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A Brief Review of "Pay the Ghost" (2015)

Did you see Pay the Ghost?  No?  Okay, I guess it's just me and the other seven people who Netflix suckered into watching.

It's a pretty crappy movie.  This is the part in my review where I usually try to be polite and say, "But it's not that bad" and I say some middle-of-the-road things, except the nicest thing I can think to say is that it deserves only a 2 / 5 instead of a 1 / 5.

It commits all the classic sins of run-of-the-mill supernatural thrillers: over-reliance on jump scares, frustrating characters, marginalization of minorities, and a predictably vengeful ghost.  If I say, "it's a generic crappy horror movie," I think you'll be able to play it in your head from start to finish.

What makes it most frustrating is that there are a handful of genuinely creepy and effective moments that are immediately undercut by cliches and nonsense.  As if the movie suddenly woke up and remembered that it's supposed to be a generic crappy horror movie and it's not allowed to be interesting.

A good example: Nicolas Cage, who is searching for his son who went missing at a Halloween carnival the year prior, looks at some footage that his son took with a video camera mere moments before his disappearance.  He sets the camera down and it turns on by itself, displaying weird, distorted images when he's not looking.  And then the camera is never mentioned again - as if the ghosts were just fucking with it for our benefit, but then they got bored.

There's another scene where Cage has a cloudy vision of a remote cabin, and slowly the image of a dozen pallid, sickly children comes into focus.  This part is unsettling, and if the vision dissipated it would just be a subtle little moment of insanity.  But, no, Pay the Ghost isn't a mood piece - it's an in-your-face turd, so naturally the vengeful ghost pops up and goes "Boo!" really loudly.  Remember when the movie was quiet and eerie a second ago?  Oh, man, that was intense.  Lucky thing the ghost came and scared all the atmosphere away.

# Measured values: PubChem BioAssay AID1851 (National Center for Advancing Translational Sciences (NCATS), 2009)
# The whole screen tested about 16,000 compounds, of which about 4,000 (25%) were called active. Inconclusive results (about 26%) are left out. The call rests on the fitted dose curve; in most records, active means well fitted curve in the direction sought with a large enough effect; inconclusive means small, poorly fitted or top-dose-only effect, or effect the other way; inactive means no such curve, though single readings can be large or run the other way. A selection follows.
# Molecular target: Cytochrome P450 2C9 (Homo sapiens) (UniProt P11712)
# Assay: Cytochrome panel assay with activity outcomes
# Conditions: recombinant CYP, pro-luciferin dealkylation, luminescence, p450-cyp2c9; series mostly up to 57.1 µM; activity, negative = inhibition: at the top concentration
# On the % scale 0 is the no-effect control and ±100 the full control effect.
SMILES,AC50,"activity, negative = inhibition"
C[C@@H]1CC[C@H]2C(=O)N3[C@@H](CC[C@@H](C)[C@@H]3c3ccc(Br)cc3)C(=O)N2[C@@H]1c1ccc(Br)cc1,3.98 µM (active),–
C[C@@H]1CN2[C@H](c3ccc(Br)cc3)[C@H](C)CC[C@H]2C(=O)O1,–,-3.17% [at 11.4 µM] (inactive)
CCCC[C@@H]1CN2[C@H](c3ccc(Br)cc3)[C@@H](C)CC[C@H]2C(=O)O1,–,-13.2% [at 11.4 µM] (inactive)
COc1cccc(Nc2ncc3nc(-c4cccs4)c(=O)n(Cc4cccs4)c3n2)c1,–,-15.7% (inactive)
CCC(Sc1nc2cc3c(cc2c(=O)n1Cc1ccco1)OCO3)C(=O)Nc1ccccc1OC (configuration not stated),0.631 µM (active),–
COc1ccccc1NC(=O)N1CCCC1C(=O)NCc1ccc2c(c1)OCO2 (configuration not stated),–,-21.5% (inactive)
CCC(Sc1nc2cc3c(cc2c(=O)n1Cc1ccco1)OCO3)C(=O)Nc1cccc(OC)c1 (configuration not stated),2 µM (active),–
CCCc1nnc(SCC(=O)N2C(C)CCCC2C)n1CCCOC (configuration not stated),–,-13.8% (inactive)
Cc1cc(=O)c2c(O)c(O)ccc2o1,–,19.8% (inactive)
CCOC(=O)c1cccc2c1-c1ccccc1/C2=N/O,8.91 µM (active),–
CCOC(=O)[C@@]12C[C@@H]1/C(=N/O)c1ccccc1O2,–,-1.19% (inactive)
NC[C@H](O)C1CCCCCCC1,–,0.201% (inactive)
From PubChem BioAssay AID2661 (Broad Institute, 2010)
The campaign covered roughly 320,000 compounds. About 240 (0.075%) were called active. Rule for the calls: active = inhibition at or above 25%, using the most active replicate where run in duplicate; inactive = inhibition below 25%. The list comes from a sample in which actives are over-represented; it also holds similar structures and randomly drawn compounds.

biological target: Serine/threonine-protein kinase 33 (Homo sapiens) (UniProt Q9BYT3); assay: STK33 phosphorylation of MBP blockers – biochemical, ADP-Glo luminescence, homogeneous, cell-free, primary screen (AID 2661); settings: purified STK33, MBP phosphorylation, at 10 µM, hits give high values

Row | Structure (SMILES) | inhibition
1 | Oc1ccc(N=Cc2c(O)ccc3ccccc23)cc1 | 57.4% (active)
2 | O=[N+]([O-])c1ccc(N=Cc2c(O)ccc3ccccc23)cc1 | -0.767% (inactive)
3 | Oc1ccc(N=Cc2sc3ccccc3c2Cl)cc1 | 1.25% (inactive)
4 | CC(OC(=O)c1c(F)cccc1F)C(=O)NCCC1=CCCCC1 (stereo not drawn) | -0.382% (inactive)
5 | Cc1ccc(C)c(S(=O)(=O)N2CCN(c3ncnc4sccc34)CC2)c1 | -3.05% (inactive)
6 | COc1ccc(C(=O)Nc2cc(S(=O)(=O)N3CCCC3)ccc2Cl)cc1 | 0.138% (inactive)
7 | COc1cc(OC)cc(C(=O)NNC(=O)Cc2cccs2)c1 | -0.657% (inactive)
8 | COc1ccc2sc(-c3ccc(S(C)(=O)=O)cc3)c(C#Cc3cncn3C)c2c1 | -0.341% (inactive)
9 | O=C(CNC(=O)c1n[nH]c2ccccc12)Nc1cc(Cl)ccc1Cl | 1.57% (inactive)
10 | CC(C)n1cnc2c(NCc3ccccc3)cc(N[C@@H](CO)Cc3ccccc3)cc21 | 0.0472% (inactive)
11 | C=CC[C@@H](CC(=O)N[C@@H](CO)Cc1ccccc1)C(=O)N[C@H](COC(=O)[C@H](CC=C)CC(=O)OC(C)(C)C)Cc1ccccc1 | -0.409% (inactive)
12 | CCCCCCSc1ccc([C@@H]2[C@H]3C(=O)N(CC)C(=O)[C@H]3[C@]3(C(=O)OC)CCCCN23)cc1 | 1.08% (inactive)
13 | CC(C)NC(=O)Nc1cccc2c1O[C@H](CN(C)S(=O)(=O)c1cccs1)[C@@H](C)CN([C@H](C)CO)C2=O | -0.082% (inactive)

And so on.

But I've got to be honest.  The only reason I wrote about this movie today is because it makes use of one of my most hated cliches in movies.

Right after Cage's son disappears, he starts frantically running through a crowd and calling his kid's name while passersby try to get out of his way and/or look on in awkward silence.  Then he sees a young boy who looks sorta like his son from behind, so he runs up to grab him by the shoulder... and it's not his kid.  Resume running.

Uh... no?

No, if you run up and grab a kid in the middle of a crowd, you do not get to keep running.  Especially not if the kid's parent is standing there and looked you straight in the face and said, "What the hell are you doing?"  At the very least, you need to apologize.

Any time this trope plays out, I either want a parent to punch the protagonist in the face, or I want the movie to smash cut to him in handcuffs while a couple of cops interrogate him.  Movie heroes get away with too much rude shit.

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